2. California just repealed redevelopment, so I suspect that Waters is doing a bit of “If I can’t have it, nobody else can.”

      Don’t know about Lee from Texas.

      1. She’s the Rep. from one of the downtown districts in Houston, and a total lackwit. She has made an uncountable number of embarrassingly stupid public statements, but she just keeps getting elected. At least half a dozen consecutive terms so far.

    3. you should have bolded Sensenbrenner, too. He’s the author of the lovely PATRIOT act.

  2. Conyers actually does have a point here, though it is most likely incidental to his actual belief that the government ought to take whatever it wants.

    We can’t just abandon federalism when the outcomes don’t turn out the way we want, and when the Federal Government actually has a good idea for once. Otherwise we’re just contributing to the consolidation of power in Washington.

    If certain states want to treat property owners like tenant farmers that they can evict at will, then property owners can respond accordingly by relocating to more respectful states.

    I’m all for passing a law that prevents the Federal government from Keloing property owners, but this bill shouldn’t cover the actions of state or local governments.

    1. I pretty much agree with you here. It’s strange to see an article crapping on somebody for opposing federal imposition on localities.

      I personally don’t give two shits about federalism or not; if the feds increase liberty (as in this case) then great, and if they don’t (which is most of the time) then fuck them and hooray for state & local gov’ts.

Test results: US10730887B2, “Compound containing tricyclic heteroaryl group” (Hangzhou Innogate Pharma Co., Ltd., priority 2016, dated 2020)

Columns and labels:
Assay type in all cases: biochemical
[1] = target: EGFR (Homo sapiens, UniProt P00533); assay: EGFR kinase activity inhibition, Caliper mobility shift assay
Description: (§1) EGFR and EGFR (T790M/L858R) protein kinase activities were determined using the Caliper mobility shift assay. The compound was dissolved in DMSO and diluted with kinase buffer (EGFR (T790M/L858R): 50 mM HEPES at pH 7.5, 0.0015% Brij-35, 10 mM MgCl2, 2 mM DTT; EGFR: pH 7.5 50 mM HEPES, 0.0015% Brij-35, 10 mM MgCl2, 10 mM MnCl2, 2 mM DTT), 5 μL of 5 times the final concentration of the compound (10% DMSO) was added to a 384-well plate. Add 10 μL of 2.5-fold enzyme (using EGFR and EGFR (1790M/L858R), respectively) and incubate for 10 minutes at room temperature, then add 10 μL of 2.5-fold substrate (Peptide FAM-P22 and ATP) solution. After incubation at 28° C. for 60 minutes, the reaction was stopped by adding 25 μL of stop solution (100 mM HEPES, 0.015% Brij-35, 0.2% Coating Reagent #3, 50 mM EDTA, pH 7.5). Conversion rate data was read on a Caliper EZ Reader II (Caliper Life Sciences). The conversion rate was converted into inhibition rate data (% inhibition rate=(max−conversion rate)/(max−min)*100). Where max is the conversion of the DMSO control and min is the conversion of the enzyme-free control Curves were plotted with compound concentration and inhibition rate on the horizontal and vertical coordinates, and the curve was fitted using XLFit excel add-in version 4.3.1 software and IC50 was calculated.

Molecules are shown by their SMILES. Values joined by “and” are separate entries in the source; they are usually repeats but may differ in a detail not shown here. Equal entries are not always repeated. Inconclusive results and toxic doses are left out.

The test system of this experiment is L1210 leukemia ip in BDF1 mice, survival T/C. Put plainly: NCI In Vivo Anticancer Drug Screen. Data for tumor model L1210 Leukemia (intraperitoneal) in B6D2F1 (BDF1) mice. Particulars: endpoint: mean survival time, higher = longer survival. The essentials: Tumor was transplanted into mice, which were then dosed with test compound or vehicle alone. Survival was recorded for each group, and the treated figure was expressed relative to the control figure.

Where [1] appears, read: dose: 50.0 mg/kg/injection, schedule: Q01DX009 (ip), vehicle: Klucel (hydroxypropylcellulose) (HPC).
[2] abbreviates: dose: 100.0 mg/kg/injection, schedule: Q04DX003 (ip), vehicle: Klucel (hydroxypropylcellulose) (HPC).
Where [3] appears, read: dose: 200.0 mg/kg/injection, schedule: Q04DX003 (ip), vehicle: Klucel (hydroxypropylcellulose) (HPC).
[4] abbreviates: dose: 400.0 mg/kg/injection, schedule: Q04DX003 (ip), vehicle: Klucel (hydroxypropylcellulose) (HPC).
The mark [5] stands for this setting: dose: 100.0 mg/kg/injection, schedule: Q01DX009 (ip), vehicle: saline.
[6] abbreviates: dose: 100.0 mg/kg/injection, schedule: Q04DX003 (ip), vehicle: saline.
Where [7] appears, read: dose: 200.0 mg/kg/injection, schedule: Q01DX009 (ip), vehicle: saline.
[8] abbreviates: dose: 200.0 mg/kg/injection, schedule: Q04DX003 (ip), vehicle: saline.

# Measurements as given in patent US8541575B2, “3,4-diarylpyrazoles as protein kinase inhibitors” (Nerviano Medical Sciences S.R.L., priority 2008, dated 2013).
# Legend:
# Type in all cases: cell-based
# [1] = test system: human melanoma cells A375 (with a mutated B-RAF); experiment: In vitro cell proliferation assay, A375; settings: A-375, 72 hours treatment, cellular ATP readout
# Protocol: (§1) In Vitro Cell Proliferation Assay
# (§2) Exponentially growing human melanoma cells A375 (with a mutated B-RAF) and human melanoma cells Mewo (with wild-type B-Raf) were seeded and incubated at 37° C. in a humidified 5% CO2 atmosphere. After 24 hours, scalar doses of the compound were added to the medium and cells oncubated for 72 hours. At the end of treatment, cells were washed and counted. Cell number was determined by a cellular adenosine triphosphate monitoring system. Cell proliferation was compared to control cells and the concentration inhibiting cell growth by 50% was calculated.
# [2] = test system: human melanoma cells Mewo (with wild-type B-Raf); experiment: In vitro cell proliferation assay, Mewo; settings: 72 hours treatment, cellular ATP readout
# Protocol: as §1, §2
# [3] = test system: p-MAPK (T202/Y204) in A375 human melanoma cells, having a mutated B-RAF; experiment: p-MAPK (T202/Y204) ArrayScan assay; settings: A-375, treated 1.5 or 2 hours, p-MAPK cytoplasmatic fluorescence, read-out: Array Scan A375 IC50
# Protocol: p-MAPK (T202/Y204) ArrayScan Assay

But to gin up outrage here in a publication that generally opposes federal solutions for things seems odd.

      And on a side-note, since I know this assclown won’t apply the same principal the next time some monsterous democrat measure comes up for a vote, fuck his hypocritical ass with a 10-inch dildo.

      1. I agree. I’m on whatever side is there to increase liberty at that time. If it’s the feds, so be it.

      2. Root isn’t crapping on the guy for opposing federal imposition on localities. He’s crapping on him for opposing a KeloED reform bill. The anti-federalism just happens to be part of the package.

        There are some competing libertarian values at stake here. None of which involve pegging Conyers. That’s your value alone.

        1. None of which involve pegging Conyers. That’s your value alone.

          I’m not quite sure what you’re saying here. I wasn’t pegging Conyers as anything, except a statist who might be right for the wrong reasons this time.

            1. My workplace firewall blocked it, so I’m assuming this has something to do with a sexual fetish.

              1. Considering you’re the wet-mopper at an underground brothel, your IT guys are a little prude.

      3. In what way is it hypocritical — or, arguably, even unconstitutional — to want Congress to extend the Takings Clause by way of the 14th Amendment? I’m not generally a friend of utilitarian arguments, but in this case, it seems to me like liberty is maximized by Congress holding the states in check.

        1. Congress can apply the 5th via the 14th. It’s not so clear that they can expand the 5th. That sounds like amending the Constitution.

          This bill sounds like it expands the 5th beyond its current scope (as set by SCOTUS). Congress can legislate a higher standard for the fed’s eminent domain, but I don’t think they can for the states.